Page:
After an audit alleged serious mismanagement at the Department of Alcoholic Beverage Control, state lawmakers entered the 2012 session with a goal to put a system into place that would take away the chances of another scandal.
The audits eventually led to the removal of Dennis Kellem, director of the department, after an audit suggested he had mishandled finances and directed contracts to a business run by his son.
"We heard three very egregious audits about the department of alcoholic beverage control," said Sen. John Valentine, R-Orem. "One of the audits that was released talked about a culture of corruption at the agency."
Valentine has sponsored a bill that lawmakers hope will change that culture of corruption.
"We need clear lines of responsibility, clear lines of authority and clear lines of reporting and that's what the bills attempt to do," said Valentine.
The bill puts seven members on a commission that now has five. The commission will also select a pool of three candidates for executive director of the department; the governor will make the final selection from among those three.
The commission will be divided into two subcommittees, one watching over business operations and the other over licensing and enforcing rules. The commission will also have an internal audit division that reports directly to them.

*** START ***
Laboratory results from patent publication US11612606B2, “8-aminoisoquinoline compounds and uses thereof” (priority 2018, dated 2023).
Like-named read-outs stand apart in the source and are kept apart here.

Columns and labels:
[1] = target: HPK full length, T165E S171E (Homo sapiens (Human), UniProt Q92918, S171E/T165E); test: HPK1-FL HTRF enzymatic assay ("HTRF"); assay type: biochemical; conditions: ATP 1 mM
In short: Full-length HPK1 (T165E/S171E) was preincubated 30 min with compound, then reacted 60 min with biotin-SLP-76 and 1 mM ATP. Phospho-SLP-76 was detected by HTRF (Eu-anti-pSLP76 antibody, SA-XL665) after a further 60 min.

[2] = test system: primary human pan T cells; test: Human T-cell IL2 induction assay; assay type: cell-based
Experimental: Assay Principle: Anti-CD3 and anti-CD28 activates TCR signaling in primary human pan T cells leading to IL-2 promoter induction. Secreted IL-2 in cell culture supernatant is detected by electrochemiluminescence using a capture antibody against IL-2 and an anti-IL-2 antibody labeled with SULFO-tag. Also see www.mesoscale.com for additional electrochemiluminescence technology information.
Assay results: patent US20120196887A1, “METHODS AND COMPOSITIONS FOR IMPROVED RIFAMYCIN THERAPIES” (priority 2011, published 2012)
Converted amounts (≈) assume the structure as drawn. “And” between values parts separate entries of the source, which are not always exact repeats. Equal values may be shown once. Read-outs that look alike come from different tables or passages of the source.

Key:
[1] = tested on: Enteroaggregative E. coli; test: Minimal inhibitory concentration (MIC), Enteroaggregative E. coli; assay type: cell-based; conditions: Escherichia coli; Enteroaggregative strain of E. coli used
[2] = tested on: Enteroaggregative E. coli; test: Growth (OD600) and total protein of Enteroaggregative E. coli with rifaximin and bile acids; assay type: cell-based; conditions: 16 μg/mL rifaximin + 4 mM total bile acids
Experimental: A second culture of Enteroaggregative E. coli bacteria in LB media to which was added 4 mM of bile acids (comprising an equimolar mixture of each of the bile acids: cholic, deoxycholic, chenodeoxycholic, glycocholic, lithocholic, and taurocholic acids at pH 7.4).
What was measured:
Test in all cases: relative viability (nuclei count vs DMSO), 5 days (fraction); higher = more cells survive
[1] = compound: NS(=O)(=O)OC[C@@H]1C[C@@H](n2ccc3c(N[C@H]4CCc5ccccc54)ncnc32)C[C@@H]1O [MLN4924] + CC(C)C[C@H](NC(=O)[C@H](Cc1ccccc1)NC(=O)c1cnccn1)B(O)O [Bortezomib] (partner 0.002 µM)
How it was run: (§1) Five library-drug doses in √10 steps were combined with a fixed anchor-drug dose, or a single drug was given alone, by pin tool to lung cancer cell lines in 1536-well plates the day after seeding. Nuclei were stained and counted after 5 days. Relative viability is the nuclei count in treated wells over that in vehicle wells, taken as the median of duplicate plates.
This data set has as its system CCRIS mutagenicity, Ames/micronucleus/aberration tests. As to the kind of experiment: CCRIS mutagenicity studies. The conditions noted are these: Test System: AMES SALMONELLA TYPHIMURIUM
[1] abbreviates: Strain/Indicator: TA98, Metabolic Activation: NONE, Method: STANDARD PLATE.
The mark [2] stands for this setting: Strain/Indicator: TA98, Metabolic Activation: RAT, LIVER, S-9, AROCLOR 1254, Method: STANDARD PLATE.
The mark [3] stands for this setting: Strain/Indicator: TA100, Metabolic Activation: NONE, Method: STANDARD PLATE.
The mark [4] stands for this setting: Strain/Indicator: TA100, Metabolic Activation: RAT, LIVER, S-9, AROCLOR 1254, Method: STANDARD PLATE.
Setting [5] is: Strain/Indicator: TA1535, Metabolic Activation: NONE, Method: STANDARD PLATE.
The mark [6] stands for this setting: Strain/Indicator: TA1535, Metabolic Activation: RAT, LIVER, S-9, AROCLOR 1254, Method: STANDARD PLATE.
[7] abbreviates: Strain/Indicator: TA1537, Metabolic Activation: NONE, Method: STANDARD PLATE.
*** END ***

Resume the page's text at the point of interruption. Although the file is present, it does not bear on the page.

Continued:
Rep. Ryan Wilcox, R-Ogden, is proposing a second bill that would direct all profits out of the department and to the tax commission. The bill also demands an ongoing measurement of drunk driving, underage drinking and other alcohol problems in the state.
Wilcox had proposed privatizing state liquor stores, something that won't happen this year. But he says he won't be giving up.
"I don't know about giving up, I still think that our original position was the correct position. That has nothing to do with what we're doing today," said Wilcox.
The two bills would have little or no effect on a consumer's experience, but two other bills on the Hill could change that.
Rep. Patrice Arent, D-Salt Lake City, has proposed a bill that would allow liquor stores to be open on some holidays. Rep. Brian Doughty, D-Salt Lake City, wants to require the DABC has drinkers on the commission.